COMMENTARY--After spending a few weeks in France, I've returned to the United States with much more than a new appreciation for fresh bread and a laid-back approach to life. While across the pond, I kept an eye out for signs of wireless activity that could have an impact on the United States. While France certainly isn't Finland when it comes to the penetration of things wireless, I did learn a few things.
Mais, où sommes-nous?
When traveling in a strange country, knowing where you are and how to get where you want to go is more important than staying connected to e-mail.
My fiancée laughed when I kept pulling out my pocket compass as we traveled, but as a person with a terrible sense of direction, I've learned the value of map reading and orienting oneself correctly. This is why I'm confident that GPS, teamed with wireless, is poised to make a huge impact on the travel business, and on any business where travel is part of the job.
On May 1, 2000, the United States discontinued Selective Availability on GPS, which degraded positioning accuracy. Now, instead of the previous 300-foot accuracy for civil use, the GPS system (which is also in the midst of an upgrade that will add two new civil signals by 2005) can provide accuracy of 30 to 65 feet, and all the way down to 18 feet once the new signals and improvements are online. Adding a differential signal improves accuracy nearly to inches.
The benefits of integrating a GPS receiver with a PDA are overwhelming. Once PDAs equipped with GPS are widespread, we'll be able to download the coordinates of a hotel, car-rental desk, baggage-check location--you name it--and be ready to roll without worrying about getting lost or wasting time. Granted, we still don't have one-chip GPS, but you can buy an add-on GPS device (such as the Delorme Streetfinder Deluxe 2000/GPS, Magellan GPS Companion, or TravRoute's Door-to-Door CoPilot with GPS Receiver 2.0) for a laptop, Pocket PC device, or Handspring Visor right now for about $149.
Adding GPS to mobile phones offers even more. How many times have you called someone you're suppose to meet with to ask, "Where are you?" That line generally is followed by 10 minutes of, "I'm standing in front of the store. Can you see me yet?" If both phones are equipped with GPS with a single button on the phone labeled, say, "send location," one or both persons could push the button and pop their precise location to the other party. Masticate this awhile, and I'm sure you'll quickly come up with an entire list of applications.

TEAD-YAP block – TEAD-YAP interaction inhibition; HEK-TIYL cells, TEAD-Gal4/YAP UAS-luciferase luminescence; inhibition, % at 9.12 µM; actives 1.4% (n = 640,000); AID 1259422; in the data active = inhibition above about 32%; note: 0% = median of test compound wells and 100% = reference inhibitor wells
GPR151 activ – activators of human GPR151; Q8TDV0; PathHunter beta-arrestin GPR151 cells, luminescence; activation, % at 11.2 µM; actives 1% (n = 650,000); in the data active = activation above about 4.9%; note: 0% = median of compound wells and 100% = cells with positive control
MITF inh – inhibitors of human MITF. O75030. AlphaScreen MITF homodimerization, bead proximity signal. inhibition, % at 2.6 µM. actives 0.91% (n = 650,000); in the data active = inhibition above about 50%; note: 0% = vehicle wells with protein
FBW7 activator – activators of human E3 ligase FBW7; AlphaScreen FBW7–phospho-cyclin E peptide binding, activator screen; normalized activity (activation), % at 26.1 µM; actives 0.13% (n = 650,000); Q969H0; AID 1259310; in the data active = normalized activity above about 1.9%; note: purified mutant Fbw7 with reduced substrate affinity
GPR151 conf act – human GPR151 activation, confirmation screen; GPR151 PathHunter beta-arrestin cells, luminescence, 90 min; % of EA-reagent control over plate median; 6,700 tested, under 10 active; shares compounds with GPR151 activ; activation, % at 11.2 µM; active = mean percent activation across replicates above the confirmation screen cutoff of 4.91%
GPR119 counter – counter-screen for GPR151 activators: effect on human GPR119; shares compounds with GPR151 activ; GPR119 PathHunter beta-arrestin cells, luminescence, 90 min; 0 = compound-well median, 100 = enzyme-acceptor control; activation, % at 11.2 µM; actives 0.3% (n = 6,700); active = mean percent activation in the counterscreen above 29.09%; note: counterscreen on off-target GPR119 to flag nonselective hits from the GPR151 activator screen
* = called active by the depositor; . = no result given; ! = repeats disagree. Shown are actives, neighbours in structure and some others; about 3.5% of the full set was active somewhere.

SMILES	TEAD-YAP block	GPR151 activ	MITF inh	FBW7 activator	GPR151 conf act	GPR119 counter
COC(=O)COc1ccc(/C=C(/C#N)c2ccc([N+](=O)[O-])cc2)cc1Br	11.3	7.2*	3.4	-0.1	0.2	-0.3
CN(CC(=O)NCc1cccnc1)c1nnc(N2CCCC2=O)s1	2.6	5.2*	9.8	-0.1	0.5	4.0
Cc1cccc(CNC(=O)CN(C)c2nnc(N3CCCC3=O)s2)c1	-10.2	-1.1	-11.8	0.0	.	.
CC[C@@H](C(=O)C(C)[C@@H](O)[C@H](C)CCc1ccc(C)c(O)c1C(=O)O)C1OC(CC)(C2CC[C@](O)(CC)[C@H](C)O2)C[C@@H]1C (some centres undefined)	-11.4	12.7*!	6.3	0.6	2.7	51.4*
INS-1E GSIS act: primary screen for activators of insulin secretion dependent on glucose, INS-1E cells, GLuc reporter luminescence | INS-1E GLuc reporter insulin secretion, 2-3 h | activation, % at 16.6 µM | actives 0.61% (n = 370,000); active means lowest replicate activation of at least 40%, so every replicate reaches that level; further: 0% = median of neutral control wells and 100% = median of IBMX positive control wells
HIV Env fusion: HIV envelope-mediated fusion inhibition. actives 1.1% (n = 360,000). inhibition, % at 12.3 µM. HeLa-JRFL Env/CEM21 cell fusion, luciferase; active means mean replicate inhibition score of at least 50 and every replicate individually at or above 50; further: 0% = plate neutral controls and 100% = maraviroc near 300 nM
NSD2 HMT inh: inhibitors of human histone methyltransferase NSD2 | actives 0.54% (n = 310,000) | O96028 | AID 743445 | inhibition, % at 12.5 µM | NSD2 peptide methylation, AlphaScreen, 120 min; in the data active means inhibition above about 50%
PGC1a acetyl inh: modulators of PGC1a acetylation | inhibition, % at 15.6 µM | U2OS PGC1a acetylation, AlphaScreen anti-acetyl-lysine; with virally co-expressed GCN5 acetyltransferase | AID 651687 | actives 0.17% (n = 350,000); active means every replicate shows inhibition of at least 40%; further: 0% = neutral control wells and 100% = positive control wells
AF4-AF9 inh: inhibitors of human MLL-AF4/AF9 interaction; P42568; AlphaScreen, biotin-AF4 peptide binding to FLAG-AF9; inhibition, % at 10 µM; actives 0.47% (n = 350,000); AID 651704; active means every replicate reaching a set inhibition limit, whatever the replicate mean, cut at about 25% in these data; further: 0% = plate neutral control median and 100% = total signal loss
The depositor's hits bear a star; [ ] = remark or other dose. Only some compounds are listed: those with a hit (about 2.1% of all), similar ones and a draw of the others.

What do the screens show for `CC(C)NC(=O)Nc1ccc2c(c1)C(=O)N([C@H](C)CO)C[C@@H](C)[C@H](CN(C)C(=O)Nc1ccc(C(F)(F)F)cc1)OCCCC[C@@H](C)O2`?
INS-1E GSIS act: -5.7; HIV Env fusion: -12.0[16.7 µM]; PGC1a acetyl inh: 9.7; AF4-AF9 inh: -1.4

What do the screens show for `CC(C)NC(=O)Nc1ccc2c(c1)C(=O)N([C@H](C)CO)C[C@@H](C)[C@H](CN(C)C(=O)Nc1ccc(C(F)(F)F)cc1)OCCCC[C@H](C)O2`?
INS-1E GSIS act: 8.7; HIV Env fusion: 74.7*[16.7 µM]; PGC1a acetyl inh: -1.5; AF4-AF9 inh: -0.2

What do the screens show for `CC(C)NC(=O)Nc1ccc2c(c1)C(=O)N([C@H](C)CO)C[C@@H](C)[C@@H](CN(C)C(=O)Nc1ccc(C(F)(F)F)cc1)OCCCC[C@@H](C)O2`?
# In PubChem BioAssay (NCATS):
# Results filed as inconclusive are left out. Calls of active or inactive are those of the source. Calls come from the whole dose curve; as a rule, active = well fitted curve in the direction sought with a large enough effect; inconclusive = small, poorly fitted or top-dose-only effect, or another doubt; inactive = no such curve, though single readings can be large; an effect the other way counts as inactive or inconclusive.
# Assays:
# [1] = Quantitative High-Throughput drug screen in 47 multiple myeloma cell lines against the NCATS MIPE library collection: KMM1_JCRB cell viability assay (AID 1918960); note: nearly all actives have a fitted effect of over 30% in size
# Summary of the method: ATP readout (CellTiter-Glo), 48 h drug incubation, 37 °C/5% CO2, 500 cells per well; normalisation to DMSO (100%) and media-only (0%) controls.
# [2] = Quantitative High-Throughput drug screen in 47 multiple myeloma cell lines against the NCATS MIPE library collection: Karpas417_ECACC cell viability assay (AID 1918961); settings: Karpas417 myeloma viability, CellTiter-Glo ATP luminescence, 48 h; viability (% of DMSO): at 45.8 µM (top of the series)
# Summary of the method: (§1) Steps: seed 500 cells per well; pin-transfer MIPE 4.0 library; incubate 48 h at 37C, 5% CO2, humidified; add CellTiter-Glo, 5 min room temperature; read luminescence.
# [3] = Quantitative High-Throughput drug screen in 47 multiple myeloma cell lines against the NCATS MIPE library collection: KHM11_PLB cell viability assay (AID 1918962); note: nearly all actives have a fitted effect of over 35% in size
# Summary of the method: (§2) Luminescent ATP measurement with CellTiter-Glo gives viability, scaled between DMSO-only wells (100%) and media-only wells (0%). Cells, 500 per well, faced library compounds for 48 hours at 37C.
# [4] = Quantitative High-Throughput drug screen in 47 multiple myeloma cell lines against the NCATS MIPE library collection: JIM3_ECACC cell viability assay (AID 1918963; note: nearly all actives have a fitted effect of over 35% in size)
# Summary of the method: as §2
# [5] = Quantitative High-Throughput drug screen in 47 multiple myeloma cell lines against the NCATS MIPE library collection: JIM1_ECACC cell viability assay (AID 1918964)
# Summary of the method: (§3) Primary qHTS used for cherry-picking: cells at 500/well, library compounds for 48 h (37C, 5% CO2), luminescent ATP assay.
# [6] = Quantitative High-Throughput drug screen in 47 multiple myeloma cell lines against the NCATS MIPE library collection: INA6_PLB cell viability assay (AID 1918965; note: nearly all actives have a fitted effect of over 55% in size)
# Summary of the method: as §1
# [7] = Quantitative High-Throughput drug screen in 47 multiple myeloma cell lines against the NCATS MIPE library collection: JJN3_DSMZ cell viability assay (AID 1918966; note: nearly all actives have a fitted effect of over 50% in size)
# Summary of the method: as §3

While GPS is most closely associated with longitude and latitude coordinates, the U.S. Federal Geographic Data Committee is currently holding a public review (ending June 22) of its U.S. National Grid (USNG) Standard. This alternative coordinate scheme is intended to be easily understood and to tie in with GPS as "the preferred grid system for spatial addressing in general-purpose mapping applications."
Perhaps the most intriguing objective for the USNG Standard is for it to be "a basis for building a street and feature index database that can be accessed and used by any member of the community and used with any map product or device that uses the standard grid." That means you won't need to learn the latitude and longitude system of global navigation when traveling in the United States. (As any student of celestial navigation--or history--knows, figuring out longitude is very tricky indeed.) Instead, you'll be able to use a simpler X-Y system.
The Travel Industry Association of America forecasts that people will take more than a billion trips of 50 miles or more this year. The TIA estimates total expenditure on and for these excursions will hit upwards of $582 billion.
Can you hear the wheels turning? Wireless is going to be several orders of magnitude bigger than most pundits predict, not (at least at first) for high-speed 3G communications, but for new GPS applications.
3G over there
And speaking of 3G: As the United States chooses a go-slow strategy for high-speed wireless (partly by design, partly due to spectrum snags), European telecoms are wringing their collective hands over how to dig out from the debacles of spectrum auctions, which found them spending huge amounts (up to $20 billion in one case) for spectrum. Now they have to figure out how to pay for it and make a profit. Many have recently and reluctantly concluded that the only way to get the fiscal monkey off their backs is to build and stock the new networks as quickly as possible.
Yes, it sounds like the old joke: "We lose money on each sale, but make up for it in volume." And although I'm firmly in the pessimist camp regarding 3G, Europe's approach might just play out. I'm not saying it will, but if the telecoms play their cards right and develop unique wireless apps, such as the GPS travel items, that become quickly indispensable, and get the pricing and marketing just right ... well, who knows?
For starters, Sweden's Ericsson is taking a "damn the torpedoes, full speed ahead" approach and is announcing a pre-commercial launch by the end of the year of wCDMA (or Wideband Code Division Multiple Access) products supporting 3G. Vodafone is putting pressure on Verizon Wireless (jointly owned by Verizon and Vodafone) to reconsider its previously stated preference for 3G cdma2000 1xEV in favor of wCDMA.
Roaming without rudeness
My final lesson from France: For all their supposed rudeness to Americans, I never ran into a Frenchman performing the common practice in New York, where I live, of bellowing at top volume into a cell phone on the bus, subway, or train. Note to Americans: Europeans have somehow learned to whisper into their mobile phones. Can't we?
What lessons do you think the United States can learn about wireless from other countries? Talk Back below.